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Journal
Art Analysis 13: Daybreak by Maxfield Parrish
Art Analysis #13: Daybreak, by Maxfield Parrish
Daybreak was the 20th century's single most popular print in America. According to Alma Gilbert, the House of Art (which handled the printing) estimated that 1 out of every 4 homes in America had a copy. When I first started reading up on this painting I constantly ran across the term "Dynamic Symmetry." It was the system that Parrish had used to lay out the composition and arrange the elements. When I looked around for a good description of it, I didn't turn up much. However, Jay Hambidge's book on it from 1920 was available through Amazon, so I ordered it. This is, I believe, the same book that Parrish would have read on it.
Since Dynamic Symmetry is so important to the composition, I'm going to focus on that rather than on palette or other topics. (Some prints of the painting are quite blue-green. I'm showing the proper colors here, though there is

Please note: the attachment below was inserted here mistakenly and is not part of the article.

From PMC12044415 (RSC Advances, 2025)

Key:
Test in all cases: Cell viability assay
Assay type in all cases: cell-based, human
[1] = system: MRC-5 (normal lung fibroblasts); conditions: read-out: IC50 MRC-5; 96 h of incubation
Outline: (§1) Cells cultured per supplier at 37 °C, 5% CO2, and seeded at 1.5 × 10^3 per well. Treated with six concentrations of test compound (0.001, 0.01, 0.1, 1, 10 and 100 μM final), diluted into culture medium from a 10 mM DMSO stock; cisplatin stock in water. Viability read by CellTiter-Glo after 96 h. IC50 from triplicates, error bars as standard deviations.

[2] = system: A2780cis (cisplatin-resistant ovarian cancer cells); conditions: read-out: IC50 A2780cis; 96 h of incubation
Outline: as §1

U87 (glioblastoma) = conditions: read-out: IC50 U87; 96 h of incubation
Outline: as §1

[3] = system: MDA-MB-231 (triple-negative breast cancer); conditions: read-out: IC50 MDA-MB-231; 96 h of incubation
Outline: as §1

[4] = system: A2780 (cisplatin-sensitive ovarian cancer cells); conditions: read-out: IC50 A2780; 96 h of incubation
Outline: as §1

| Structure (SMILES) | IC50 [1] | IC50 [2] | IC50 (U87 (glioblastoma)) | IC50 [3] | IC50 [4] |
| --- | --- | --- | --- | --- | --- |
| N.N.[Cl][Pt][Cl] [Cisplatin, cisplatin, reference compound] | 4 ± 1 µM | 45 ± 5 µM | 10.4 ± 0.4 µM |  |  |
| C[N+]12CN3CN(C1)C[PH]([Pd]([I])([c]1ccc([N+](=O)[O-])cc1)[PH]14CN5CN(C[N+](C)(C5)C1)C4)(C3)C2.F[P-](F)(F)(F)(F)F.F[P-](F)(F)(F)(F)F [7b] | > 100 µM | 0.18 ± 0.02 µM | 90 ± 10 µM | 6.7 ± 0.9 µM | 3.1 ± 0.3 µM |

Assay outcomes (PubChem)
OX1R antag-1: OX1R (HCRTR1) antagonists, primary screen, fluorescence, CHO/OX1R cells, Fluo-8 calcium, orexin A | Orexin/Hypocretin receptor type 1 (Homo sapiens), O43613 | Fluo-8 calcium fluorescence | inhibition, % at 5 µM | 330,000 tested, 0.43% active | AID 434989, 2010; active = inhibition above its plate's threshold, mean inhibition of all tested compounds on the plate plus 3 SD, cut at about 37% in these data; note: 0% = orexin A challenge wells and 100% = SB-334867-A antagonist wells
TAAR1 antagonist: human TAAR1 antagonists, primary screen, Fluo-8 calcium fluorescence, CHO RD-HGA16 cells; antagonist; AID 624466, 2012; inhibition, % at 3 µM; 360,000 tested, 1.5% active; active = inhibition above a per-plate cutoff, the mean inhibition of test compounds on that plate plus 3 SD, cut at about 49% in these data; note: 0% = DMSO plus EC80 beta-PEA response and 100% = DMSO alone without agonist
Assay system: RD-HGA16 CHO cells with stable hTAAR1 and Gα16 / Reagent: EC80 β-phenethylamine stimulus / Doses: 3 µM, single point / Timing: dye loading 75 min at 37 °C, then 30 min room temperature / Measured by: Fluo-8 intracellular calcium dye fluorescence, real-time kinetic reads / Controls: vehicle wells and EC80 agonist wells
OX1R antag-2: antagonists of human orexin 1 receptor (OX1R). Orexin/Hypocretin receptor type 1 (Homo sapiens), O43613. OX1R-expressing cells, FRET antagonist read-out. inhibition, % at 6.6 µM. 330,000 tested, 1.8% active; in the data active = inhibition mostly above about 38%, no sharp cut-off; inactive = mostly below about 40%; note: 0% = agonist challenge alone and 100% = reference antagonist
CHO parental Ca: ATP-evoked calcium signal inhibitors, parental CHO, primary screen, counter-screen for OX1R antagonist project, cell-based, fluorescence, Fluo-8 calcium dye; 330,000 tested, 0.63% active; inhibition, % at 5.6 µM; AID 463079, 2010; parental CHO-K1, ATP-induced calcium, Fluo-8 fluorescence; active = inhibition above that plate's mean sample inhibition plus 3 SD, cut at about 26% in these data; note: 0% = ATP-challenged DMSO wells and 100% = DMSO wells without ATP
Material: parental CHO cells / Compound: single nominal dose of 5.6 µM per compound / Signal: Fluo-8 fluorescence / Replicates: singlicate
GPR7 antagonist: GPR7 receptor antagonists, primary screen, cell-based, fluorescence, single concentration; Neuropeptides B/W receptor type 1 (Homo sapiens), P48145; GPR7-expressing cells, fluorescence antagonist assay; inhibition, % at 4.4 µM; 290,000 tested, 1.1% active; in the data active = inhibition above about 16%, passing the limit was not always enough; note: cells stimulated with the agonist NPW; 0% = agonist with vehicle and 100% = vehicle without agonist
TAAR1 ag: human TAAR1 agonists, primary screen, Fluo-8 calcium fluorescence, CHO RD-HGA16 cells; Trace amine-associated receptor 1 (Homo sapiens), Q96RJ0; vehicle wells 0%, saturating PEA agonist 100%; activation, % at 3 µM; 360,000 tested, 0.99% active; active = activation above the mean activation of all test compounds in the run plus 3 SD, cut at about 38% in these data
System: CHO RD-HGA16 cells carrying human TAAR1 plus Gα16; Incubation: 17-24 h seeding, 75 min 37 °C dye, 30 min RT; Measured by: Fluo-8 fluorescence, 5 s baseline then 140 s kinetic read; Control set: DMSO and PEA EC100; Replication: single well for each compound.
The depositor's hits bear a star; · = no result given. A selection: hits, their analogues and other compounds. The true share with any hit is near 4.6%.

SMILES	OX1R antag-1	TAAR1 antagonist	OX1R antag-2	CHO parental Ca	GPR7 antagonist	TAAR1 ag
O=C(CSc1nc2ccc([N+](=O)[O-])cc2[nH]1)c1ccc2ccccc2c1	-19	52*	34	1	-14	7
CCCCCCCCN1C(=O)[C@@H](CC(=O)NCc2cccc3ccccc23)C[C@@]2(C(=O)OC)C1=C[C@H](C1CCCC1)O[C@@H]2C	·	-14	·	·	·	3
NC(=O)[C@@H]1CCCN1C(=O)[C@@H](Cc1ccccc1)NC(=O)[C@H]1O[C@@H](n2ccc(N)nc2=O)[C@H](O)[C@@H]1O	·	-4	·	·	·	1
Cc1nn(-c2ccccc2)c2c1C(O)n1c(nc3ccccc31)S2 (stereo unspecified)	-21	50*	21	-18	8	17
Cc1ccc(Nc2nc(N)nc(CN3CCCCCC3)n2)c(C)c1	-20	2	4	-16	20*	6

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Journal
Art Analysis 13: Daybreak by Maxfield Parrish
Art Analysis #13: Daybreak, by Maxfield Parrish
Daybreak was the 20th century's single most popular print in America. According to Alma Gilbert, the House of Art (which handled the printing) estimated that 1 out of every 4 homes in America had a copy. When I first started reading up on this painting I constantly ran across the term "Dynamic Symmetry." It was the system that Parrish had used to lay out the composition and arrange the elements. When I looked around for a good description of it, I didn't turn up much. However, Jay Hambidge's book on it from 1920 was available through Amazon, so I ordered it. This is, I believe, the same book that Parrish would have read on it.